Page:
Boulders are everywhere on Nacka. Granite boulders left by retreating glaciers or shaped out of bedrock by wind and rain. Formed out of volcanic activity and millions of years of pressure turning stone into a metamorphic tale out of Ovid.
Walking the forest back in August, I come upon them and they come upon me. I have in mind Ramsey Dukes’ book How To See Fairies and the initial exercises emphasizing using all the senses out for a stroll between leaf and ground. His work focuses on connections between imagination and sense perception and the world around us that we are embedded in and share many traits with. I’m also thinking about the work of Suzanne Simard, a professor in the Department of Forest & Conservation at the University of British Columbia who studies symbiosis of fungi and root and amongst roots and trunks and branches of trees themselves. In an interview with Brandon Kiem entitled Never Underestimate the Intelligence of Trees she states,
Systems evolve toward those patterns because they’re efficient and resilient. If we think of my forest, and the networks I’ve described, that design is efficient for transmitting resources among trees and how they interact with each other. In our brains, scale-free networks are an efficient way for us to transmit neurotransmitters.
Intelligence all around and the boulders are in on it as seeds shape themselves into saplings and then tall birch and pine snuggle up against the old gray mass. Of course some boulders are on a long march to the sea which reminds me of the different perceptions of time going on in the forest.
Some boulders are solitary while others seem to group themselves for a dance in space cleared on a small peninsula in the Baltic. Walking with ferns, grass, birches, dark-brown soil, spruce, pine and rock brings to mind a book I’ve started entitled How Forests Think: Toward An Anthropology Beyond The Human by Eduardo Kohn, which explores the relationships between the Runa people in the Upper Amazon and jaguars, pigs, monkeys, palm trees and other flora and fauna, and of course, between the animals and plants themselves. Eventually, my tuning into moss-covered granite faces turns into an awareness of hunger and a coming date with pork-belly and heat.
Back in the kitchen, it’s time to take the sufficiently marinated and rubbed pork belly through the paces of cooking. I roast this Nacka pig for 2 to 2 1/2 hours at 180 C, or until the meat is very tender and falling apart. For the last twenty minutes I increase the heat to 218 C to crisp the skin more.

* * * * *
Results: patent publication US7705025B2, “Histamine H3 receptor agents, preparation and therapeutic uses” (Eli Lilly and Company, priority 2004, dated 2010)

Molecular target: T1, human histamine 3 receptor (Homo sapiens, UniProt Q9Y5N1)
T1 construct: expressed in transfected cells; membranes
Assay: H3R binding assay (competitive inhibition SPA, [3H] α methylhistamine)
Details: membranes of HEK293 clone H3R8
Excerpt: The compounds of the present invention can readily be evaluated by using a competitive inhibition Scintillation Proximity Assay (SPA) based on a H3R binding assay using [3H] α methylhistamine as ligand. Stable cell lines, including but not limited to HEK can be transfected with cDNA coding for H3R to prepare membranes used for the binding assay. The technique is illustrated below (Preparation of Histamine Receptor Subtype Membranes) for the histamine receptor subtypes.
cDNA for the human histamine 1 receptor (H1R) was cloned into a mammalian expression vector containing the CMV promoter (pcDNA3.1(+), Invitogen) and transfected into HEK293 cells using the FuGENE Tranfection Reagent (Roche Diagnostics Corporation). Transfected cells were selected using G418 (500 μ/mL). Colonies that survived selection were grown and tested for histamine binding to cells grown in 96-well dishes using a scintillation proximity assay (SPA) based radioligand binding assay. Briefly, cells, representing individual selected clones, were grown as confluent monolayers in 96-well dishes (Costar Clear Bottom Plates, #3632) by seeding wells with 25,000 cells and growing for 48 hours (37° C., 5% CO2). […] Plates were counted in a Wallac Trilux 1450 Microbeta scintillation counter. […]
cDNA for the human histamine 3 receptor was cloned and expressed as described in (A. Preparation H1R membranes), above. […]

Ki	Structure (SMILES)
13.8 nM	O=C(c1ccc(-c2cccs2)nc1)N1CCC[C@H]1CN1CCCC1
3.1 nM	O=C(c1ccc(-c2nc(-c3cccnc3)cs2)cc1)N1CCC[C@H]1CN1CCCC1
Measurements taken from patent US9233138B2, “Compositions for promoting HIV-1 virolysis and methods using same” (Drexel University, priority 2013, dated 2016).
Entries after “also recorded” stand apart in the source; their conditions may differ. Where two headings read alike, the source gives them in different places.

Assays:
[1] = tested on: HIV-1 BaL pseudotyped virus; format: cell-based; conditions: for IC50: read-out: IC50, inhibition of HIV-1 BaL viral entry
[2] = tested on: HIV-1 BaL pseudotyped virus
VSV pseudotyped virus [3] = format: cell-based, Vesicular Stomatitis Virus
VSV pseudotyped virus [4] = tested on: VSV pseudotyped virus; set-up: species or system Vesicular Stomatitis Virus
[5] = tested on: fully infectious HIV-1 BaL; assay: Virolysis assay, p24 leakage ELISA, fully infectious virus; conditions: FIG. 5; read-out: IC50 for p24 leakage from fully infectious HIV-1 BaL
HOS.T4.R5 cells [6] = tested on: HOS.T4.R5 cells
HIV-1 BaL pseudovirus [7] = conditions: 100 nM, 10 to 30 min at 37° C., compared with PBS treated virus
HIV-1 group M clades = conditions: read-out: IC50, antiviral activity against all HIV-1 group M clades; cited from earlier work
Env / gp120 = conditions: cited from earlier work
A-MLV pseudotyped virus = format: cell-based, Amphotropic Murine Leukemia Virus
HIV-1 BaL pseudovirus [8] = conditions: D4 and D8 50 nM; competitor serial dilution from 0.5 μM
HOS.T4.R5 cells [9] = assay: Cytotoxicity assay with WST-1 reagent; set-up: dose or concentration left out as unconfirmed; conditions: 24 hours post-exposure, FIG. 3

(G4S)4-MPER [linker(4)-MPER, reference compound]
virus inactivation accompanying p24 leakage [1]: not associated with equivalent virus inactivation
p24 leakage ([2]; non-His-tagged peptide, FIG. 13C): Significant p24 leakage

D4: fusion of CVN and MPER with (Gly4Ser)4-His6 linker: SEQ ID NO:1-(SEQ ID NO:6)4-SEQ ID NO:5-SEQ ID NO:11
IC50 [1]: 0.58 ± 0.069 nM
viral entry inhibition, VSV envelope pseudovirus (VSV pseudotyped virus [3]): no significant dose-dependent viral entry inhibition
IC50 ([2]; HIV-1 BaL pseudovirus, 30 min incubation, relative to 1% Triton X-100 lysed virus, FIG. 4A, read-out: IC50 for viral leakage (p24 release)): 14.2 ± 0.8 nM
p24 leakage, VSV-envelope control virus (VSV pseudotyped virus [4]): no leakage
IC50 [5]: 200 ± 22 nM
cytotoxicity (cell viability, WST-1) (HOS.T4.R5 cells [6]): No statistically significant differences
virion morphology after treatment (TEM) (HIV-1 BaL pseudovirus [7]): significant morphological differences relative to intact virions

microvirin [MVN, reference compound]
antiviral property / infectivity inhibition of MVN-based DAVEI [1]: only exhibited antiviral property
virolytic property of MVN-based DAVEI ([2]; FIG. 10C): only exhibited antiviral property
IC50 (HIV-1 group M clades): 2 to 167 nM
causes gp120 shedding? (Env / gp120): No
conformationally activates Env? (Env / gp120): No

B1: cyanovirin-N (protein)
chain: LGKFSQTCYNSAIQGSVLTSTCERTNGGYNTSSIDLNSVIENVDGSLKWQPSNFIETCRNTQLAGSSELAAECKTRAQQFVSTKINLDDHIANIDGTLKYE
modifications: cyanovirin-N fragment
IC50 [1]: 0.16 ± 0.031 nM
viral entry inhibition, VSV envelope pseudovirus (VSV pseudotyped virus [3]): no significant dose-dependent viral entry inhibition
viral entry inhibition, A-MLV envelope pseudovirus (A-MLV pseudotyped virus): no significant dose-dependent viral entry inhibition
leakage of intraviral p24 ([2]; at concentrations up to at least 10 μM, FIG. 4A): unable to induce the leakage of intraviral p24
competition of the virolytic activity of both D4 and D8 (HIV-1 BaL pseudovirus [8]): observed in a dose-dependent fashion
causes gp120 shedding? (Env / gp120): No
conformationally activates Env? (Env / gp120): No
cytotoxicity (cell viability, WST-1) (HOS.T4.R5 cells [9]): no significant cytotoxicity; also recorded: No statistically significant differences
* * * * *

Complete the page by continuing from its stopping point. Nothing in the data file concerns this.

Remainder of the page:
Like the outer world of the Nacka Reserve, the geology and landscape of a baking dish and the treasures it holds reveals to all the senses. I can follow the brown and black, orange and red lines and shapes into molten lava terrain where a dark char and sweet fat surrounds me as I press a crisp skin and taste a glistening white flesh seasoned with peppers. I see floating beside me the color fields of Mark Rothko such as Orange and Yellow
Taste forms through what’s seen and smelled and twirled on the palette, along with associations and connections through art and memory. A slice of a continent and the movement of different masses of air in the sky.
And then the physical world breaks all ribs into separate pie slices of crispy skin, juicy fat and sweet, savory and salty meat to complete the transformation from what is eaten on a forest floor to the life lived and shaped into death and offering in a baking dish of bine, marinade and heat, and finally to the furthering metamorphosing qualities of a digestive system. Magic.
All a dance really. Which brings me to Astor Piazzolla. First with tango, toss a Waltz in a baking dish with Polka, Mazurka, Schottische, Habanera, Candombe and Milonga. Then, set the heat high and in a few centuries you’re dancing in lines and angles and circles, back and forth, pivoting around hands in the middle of a circle like Gabriela and I are learning, starting from this past August. Learning the steps of a Salida Simple with ochos galore. Like immersing yourself in a gumbo and gavotting around the room.
Piazolla’s nuevo tango brings Baroque music and Jazz to the mix, extending the dance compositions into long contemplations on consonance and dissonance, point and counterpoint with notes of improvisation. Oh yes, and add some Jorge Luis Borges, especially Death and the Compass. Bon Appétit!